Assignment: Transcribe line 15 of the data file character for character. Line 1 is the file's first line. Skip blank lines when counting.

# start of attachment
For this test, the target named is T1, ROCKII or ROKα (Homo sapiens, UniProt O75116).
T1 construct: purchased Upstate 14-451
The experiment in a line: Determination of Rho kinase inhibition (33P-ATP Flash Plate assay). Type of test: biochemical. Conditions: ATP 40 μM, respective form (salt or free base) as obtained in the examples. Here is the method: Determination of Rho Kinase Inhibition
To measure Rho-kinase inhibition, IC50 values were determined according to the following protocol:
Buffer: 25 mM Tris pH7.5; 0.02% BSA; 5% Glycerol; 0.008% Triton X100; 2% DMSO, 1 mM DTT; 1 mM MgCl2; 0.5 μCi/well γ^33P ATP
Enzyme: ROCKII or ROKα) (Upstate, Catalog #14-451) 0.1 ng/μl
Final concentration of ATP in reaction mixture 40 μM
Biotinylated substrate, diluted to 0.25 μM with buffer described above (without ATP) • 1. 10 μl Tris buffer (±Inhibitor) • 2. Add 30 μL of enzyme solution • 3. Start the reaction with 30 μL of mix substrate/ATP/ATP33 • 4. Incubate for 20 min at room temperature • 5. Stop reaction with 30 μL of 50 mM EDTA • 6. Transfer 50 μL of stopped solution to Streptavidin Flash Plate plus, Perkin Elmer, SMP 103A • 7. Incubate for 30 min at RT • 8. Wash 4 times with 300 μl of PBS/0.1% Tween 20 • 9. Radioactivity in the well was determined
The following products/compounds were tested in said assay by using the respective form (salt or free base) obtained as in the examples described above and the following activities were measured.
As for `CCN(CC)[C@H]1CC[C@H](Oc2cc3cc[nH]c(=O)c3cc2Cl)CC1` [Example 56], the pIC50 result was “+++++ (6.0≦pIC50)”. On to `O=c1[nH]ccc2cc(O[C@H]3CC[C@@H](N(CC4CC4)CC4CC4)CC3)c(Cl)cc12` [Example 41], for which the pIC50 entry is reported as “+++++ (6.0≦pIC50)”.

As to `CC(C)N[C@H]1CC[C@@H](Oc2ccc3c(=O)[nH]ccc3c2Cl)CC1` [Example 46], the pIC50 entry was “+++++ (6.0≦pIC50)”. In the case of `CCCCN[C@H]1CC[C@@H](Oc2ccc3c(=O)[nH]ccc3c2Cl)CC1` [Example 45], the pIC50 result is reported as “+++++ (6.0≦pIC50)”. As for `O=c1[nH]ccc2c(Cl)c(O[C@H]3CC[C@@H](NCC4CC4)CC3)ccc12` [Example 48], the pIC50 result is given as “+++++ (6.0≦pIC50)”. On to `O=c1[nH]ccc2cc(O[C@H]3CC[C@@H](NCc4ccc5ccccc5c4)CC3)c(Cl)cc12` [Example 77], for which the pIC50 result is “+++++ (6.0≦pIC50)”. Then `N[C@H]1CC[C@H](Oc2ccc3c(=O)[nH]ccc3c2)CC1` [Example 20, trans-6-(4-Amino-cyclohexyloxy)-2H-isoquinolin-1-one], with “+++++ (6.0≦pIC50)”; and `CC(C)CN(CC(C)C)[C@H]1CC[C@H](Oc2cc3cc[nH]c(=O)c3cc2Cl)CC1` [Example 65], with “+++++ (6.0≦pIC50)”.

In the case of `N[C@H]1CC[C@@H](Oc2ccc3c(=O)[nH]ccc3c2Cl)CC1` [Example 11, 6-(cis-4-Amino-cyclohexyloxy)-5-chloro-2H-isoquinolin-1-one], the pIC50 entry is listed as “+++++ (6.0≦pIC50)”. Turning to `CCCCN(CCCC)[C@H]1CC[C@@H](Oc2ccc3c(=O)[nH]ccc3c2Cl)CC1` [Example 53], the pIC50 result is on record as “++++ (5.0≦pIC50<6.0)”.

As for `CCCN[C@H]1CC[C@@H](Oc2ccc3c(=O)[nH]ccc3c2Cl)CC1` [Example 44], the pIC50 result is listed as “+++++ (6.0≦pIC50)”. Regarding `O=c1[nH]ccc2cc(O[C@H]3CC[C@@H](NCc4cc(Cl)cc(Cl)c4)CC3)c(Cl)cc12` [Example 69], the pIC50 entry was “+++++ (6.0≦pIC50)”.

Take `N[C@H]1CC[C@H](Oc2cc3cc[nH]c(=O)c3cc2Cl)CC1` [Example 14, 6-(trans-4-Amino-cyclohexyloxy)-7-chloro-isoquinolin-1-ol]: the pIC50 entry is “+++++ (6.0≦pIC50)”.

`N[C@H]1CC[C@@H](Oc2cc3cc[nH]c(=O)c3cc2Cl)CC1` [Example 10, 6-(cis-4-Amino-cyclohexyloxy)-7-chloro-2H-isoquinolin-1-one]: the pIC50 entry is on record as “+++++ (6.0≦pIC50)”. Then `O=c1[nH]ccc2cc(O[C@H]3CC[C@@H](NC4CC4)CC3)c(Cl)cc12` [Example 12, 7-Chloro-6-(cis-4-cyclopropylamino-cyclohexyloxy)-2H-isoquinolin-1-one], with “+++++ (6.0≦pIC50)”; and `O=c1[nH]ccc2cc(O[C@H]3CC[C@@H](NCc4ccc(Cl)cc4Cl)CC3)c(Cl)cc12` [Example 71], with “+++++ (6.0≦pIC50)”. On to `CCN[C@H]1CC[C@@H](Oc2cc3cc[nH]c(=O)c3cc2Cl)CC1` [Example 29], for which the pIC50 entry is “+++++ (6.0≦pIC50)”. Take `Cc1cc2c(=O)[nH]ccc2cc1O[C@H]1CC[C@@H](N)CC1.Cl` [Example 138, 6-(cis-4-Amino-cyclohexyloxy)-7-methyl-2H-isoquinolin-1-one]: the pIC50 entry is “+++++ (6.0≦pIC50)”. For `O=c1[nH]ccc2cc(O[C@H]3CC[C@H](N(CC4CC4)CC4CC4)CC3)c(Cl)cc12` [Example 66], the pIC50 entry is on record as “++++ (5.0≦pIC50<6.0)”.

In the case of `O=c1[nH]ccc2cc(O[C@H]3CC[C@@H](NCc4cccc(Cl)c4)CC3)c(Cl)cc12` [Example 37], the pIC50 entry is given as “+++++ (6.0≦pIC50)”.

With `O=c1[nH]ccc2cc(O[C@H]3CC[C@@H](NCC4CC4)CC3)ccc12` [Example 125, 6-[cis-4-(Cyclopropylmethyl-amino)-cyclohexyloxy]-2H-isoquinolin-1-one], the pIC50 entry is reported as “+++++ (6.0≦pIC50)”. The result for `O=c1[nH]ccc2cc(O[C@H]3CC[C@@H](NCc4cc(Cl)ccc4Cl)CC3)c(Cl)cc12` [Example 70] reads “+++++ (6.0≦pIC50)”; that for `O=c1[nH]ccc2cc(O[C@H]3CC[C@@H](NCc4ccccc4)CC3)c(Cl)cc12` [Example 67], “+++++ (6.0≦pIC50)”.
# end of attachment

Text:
`N[C@H]1CC[C@@H](Oc2cc3cc[nH]c(=O)c3cc2Cl)CC1` [Example 10, 6-(cis-4-Amino-cyclohexyloxy)-7-chloro-2H-isoquinolin-1-one]: the pIC50 entry is on record as “+++++ (6.0≦pIC50)”. Then `O=c1[nH]ccc2cc(O[C@H]3CC[C@@H](NC4CC4)CC3)c(Cl)cc12` [Example 12, 7-Chloro-6-(cis-4-cyclopropylamino-cyclohexyloxy)-2H-isoquinolin-1-one], with “+++++ (6.0≦pIC50)”; and `O=c1[nH]ccc2cc(O[C@H]3CC[C@@H](NCc4ccc(Cl)cc4Cl)CC3)c(Cl)cc12` [Example 71], with “+++++ (6.0≦pIC50)”. On to `CCN[C@H]1CC[C@@H](Oc2cc3cc[nH]c(=O)c3cc2Cl)CC1` [Example 29], for which the pIC50 entry is “+++++ (6.0≦pIC50)”. Take `Cc1cc2c(=O)[nH]ccc2cc1O[C@H]1CC[C@@H](N)CC1.Cl` [Example 138, 6-(cis-4-Amino-cyclohexyloxy)-7-methyl-2H-isoquinolin-1-one]: the pIC50 entry is “+++++ (6.0≦pIC50)”. For `O=c1[nH]ccc2cc(O[C@H]3CC[C@H](N(CC4CC4)CC4CC4)CC3)c(Cl)cc12` [Example 66], the pIC50 entry is on record as “++++ (5.0≦pIC50<6.0)”.